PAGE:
It’s also the last place I saw my Grama.  We had spent the morning together, shopping, doing errands for her.  I told her I wanted to go to the music store and look around, and would she mind waiting?  She said, no, you go on, I’m close enough to home, I will just walk back.  I didn’t want her to, but she insisted.  So I hugged her tightly and gave her a little kiss, and went off to search the aisles.  A few minutes later, I saw her, putting her face up to the plate glass front window, her hand shielding her eyes so she could see in, and I waved to her.  She saw me, waved, and smiled that wonderful smile she had, and blew a kiss, and walked with her little boots and mink coat, home.

If I had known…

How many times do we have to say that to ourselves before we learn?  Before we say “I love you” so they know. Before we look one last glance at them so we’ll remember them.

So that’s it.  Edmonton’s changed.  I’ve changed. Life’s changed.  It’s forever colored with the memories of all these lasts.  Yes, there were a lot of firsts, too, which I do remember, but it’s the lasts that are breaking my heart, that have so much of me tied there.  When did it change to that?  From the place of all my firsts, now just a place of my lasts?  It’s painful. Maybe that will change too.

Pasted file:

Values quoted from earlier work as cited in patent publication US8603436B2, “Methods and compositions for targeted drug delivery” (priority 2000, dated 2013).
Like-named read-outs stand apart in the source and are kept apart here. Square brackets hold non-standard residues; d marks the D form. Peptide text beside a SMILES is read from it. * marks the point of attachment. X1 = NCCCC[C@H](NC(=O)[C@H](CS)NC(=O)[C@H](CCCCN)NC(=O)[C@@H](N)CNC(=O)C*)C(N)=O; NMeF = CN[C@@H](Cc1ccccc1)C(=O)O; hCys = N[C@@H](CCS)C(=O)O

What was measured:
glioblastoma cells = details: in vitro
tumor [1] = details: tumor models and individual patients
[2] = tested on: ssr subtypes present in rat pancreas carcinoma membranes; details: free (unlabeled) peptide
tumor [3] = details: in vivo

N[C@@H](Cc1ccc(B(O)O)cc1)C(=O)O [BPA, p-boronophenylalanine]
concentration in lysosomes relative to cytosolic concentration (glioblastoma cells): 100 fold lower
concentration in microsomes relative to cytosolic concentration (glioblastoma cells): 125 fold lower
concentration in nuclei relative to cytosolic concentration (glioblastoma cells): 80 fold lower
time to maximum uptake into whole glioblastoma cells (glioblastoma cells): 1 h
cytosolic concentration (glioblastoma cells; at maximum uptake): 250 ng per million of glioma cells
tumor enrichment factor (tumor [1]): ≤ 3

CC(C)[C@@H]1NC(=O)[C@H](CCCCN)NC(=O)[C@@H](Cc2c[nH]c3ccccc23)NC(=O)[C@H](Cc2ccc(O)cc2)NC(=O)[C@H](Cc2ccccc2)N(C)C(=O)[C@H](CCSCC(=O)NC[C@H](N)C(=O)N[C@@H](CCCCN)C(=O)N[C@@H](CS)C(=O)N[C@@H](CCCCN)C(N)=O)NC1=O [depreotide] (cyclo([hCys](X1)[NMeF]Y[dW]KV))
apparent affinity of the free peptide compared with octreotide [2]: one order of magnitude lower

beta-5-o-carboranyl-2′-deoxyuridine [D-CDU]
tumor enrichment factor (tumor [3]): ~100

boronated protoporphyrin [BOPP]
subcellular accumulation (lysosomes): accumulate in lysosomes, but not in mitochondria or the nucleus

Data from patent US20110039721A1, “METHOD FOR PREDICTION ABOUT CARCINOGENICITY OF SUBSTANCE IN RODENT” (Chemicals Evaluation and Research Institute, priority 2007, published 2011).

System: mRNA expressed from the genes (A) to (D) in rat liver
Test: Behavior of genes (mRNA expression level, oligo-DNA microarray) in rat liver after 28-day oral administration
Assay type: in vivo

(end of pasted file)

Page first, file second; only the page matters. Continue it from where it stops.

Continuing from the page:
The Executive Car Wash – A Symptom of…Something Else

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Have I told you lately how glad I don’t work in the private sector of the business world?  Where expense accounts and car allowances and business lunches are the everyday?  Where strip clubs are put through as “entertainment” and buying a pack of cigarettes counts as a business meal? Where bosses think nothing of dropping $60 a day on Lattes and Cappucinos and Espressos from Starbucks for their team, but give you a card at Christmas with “you’re wonderful!” and nothing more (even when you know they’re part of the “bonus pool” and got a huge check – something that, as an assistant, you are not allowed to be part of, even though you’re part of “the team”).